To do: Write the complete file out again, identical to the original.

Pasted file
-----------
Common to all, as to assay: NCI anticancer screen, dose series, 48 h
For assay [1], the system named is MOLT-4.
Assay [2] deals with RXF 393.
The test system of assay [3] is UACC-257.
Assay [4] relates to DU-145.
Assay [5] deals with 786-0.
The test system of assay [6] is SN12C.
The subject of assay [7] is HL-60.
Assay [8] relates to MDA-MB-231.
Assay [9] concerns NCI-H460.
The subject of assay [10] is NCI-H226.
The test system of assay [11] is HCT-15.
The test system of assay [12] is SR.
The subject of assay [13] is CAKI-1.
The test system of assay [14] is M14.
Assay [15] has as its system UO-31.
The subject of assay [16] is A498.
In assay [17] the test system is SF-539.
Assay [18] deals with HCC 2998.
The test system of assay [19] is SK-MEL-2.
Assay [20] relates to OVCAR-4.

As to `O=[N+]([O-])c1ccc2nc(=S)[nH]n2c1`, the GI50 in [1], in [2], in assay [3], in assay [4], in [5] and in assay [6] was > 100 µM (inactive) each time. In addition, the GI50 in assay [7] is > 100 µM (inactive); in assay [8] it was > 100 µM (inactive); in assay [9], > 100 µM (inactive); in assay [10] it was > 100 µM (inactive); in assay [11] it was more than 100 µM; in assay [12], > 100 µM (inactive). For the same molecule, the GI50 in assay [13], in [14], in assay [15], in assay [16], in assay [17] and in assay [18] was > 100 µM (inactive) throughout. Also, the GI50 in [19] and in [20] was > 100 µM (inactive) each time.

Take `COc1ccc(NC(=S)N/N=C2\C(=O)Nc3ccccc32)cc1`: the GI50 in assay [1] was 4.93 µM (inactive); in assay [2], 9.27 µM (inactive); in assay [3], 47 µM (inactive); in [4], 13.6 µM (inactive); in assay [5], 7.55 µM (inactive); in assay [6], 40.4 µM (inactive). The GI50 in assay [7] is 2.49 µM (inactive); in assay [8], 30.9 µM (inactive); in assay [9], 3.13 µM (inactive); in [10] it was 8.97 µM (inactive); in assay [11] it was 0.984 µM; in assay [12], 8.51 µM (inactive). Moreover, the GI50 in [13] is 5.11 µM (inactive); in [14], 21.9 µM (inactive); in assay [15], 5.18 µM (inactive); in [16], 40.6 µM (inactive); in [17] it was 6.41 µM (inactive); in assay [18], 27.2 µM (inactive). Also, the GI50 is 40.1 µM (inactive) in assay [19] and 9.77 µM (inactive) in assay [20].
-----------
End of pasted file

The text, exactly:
Common to all, as to assay: NCI anticancer screen, dose series, 48 h
For assay [1], the system named is MOLT-4.
Assay [2] deals with RXF 393.
The test system of assay [3] is UACC-257.
Assay [4] relates to DU-145.
Assay [5] deals with 786-0.
The test system of assay [6] is SN12C.
The subject of assay [7] is HL-60.
Assay [8] relates to MDA-MB-231.
Assay [9] concerns NCI-H460.
The subject of assay [10] is NCI-H226.
The test system of assay [11] is HCT-15.
The test system of assay [12] is SR.
The subject of assay [13] is CAKI-1.
The test system of assay [14] is M14.
Assay [15] has as its system UO-31.
The subject of assay [16] is A498.
In assay [17] the test system is SF-539.
Assay [18] deals with HCC 2998.
The test system of assay [19] is SK-MEL-2.
Assay [20] relates to OVCAR-4.

As to `O=[N+]([O-])c1ccc2nc(=S)[nH]n2c1`, the GI50 in [1], in [2], in assay [3], in assay [4], in [5] and in assay [6] was > 100 µM (inactive) each time. In addition, the GI50 in assay [7] is > 100 µM (inactive); in assay [8] it was > 100 µM (inactive); in assay [9], > 100 µM (inactive); in assay [10] it was > 100 µM (inactive); in assay [11] it was more than 100 µM; in assay [12], > 100 µM (inactive). For the same molecule, the GI50 in assay [13], in [14], in assay [15], in assay [16], in assay [17] and in assay [18] was > 100 µM (inactive) throughout. Also, the GI50 in [19] and in [20] was > 100 µM (inactive) each time.

Take `COc1ccc(NC(=S)N/N=C2\C(=O)Nc3ccccc32)cc1`: the GI50 in assay [1] was 4.93 µM (inactive); in assay [2], 9.27 µM (inactive); in assay [3], 47 µM (inactive); in [4], 13.6 µM (inactive); in assay [5], 7.55 µM (inactive); in assay [6], 40.4 µM (inactive). The GI50 in assay [7] is 2.49 µM (inactive); in assay [8], 30.9 µM (inactive); in assay [9], 3.13 µM (inactive); in [10] it was 8.97 µM (inactive); in assay [11] it was 0.984 µM; in assay [12], 8.51 µM (inactive). Moreover, the GI50 in [13] is 5.11 µM (inactive); in [14], 21.9 µM (inactive); in assay [15], 5.18 µM (inactive); in [16], 40.6 µM (inactive); in [17] it was 6.41 µM (inactive); in assay [18], 27.2 µM (inactive). Also, the GI50 is 40.1 µM (inactive) in assay [19] and 9.77 µM (inactive) in assay [20].